Physiological Adaptations

Physiological Adaptations2018-10-04T22:40:43+10:00

Physiological adaptations are always specific to the training and stress placed upon the body. It is the adaptations that occur that cause the improvement in performance after training.

Training that uses the principles of training will cause more adaptations than training that does not. Adaptations require training above the thresholds and create the need for an increased workload according to the principle of progressive overload.

Physiological adaptations are lost when training stops and are more complete when training involves various activities. Adaptations in response to training include: decreased resting heart rate, increased stroke volume and cardiac output, increased oxygen uptake, increased haemoglobin levels in the blood, muscular hypertrophy, and various other changes within the muscles themselves (increased myoglobin, increased mitochondria, increased aerobic or anaerobic enzymes according to training specificity, increased lactate thresholds, and much more).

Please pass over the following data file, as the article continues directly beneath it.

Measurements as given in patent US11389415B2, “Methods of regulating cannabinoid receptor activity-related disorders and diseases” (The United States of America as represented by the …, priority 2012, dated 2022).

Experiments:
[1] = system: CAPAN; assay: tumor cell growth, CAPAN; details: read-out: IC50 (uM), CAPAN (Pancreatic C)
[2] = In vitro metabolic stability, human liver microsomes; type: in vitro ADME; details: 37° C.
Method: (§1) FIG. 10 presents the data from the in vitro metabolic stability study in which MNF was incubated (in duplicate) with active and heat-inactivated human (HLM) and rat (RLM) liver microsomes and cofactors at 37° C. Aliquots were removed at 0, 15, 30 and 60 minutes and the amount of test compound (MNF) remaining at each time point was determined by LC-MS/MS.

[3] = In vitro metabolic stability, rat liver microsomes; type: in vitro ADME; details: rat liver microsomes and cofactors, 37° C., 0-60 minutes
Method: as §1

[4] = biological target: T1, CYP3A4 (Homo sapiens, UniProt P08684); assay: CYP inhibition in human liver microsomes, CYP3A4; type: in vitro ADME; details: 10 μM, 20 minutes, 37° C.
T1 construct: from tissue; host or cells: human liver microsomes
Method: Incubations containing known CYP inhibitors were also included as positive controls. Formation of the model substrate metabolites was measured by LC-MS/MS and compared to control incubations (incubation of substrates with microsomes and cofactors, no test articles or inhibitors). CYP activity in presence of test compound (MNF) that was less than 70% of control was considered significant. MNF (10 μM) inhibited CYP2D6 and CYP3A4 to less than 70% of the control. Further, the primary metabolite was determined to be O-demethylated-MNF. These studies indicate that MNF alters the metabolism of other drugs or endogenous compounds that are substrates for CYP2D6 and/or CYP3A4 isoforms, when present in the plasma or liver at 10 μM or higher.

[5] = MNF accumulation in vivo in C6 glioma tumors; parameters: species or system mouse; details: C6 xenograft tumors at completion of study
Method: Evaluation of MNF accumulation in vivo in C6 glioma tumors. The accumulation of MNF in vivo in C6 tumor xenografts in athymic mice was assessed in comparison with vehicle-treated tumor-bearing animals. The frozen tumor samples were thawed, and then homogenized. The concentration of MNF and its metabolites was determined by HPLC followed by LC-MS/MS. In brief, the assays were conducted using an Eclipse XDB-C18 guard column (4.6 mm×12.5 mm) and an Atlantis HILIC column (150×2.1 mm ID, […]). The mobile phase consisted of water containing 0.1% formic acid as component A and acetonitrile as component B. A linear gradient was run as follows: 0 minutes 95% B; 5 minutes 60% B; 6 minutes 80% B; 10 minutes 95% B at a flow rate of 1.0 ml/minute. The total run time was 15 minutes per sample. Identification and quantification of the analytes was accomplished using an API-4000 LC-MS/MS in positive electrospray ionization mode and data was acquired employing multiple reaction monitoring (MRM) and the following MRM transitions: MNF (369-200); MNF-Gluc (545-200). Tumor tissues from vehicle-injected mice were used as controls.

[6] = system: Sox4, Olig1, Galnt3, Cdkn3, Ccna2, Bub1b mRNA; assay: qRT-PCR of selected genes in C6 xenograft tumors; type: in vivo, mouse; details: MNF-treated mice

Students learn about:

Students learn to:

Past HSC PDHPE exam questions

2010 Question 23

Outline THREE physiological adaptations in response to aerobic training. 3 Marks

2013 Question 25

Describe the effect of stroke volume and cardiac output on aerobic performance. 3 Marks